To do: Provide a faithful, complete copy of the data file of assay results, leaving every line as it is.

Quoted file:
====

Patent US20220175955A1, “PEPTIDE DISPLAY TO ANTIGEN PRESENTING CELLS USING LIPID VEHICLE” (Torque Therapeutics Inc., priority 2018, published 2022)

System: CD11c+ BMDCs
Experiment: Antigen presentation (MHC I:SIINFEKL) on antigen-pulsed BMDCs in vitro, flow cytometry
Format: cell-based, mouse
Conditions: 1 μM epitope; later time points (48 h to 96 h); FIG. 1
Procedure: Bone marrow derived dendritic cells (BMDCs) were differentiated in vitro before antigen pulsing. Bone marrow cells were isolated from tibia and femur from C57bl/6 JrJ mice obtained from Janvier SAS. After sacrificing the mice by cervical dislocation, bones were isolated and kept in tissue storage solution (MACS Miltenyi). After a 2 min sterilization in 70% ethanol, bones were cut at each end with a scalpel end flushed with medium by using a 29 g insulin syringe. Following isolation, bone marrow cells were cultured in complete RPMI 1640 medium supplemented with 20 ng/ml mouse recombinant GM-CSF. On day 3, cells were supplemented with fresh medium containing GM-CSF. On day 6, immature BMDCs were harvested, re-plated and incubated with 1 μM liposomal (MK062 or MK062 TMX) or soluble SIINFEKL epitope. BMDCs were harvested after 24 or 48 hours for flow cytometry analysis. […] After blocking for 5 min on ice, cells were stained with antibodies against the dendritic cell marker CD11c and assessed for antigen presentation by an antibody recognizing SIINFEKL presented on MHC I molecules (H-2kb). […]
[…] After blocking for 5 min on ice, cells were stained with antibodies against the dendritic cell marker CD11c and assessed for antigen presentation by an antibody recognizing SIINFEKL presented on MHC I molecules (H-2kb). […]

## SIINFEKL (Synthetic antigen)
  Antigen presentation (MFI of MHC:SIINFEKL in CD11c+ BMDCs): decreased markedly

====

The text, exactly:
Patent US20220175955A1, “PEPTIDE DISPLAY TO ANTIGEN PRESENTING CELLS USING LIPID VEHICLE” (Torque Therapeutics Inc., priority 2018, published 2022)

System: CD11c+ BMDCs
Experiment: Antigen presentation (MHC I:SIINFEKL) on antigen-pulsed BMDCs in vitro, flow cytometry
Format: cell-based, mouse
Conditions: 1 μM epitope; later time points (48 h to 96 h); FIG. 1
Procedure: Bone marrow derived dendritic cells (BMDCs) were differentiated in vitro before antigen pulsing. Bone marrow cells were isolated from tibia and femur from C57bl/6 JrJ mice obtained from Janvier SAS. After sacrificing the mice by cervical dislocation, bones were isolated and kept in tissue storage solution (MACS Miltenyi). After a 2 min sterilization in 70% ethanol, bones were cut at each end with a scalpel end flushed with medium by using a 29 g insulin syringe. Following isolation, bone marrow cells were cultured in complete RPMI 1640 medium supplemented with 20 ng/ml mouse recombinant GM-CSF. On day 3, cells were supplemented with fresh medium containing GM-CSF. On day 6, immature BMDCs were harvested, re-plated and incubated with 1 μM liposomal (MK062 or MK062 TMX) or soluble SIINFEKL epitope. BMDCs were harvested after 24 or 48 hours for flow cytometry analysis. […] After blocking for 5 min on ice, cells were stained with antibodies against the dendritic cell marker CD11c and assessed for antigen presentation by an antibody recognizing SIINFEKL presented on MHC I molecules (H-2kb). […]
[…] After blocking for 5 min on ice, cells were stained with antibodies against the dendritic cell marker CD11c and assessed for antigen presentation by an antibody recognizing SIINFEKL presented on MHC I molecules (H-2kb). […]

## SIINFEKL (Synthetic antigen)
  Antigen presentation (MFI of MHC:SIINFEKL in CD11c+ BMDCs): decreased markedly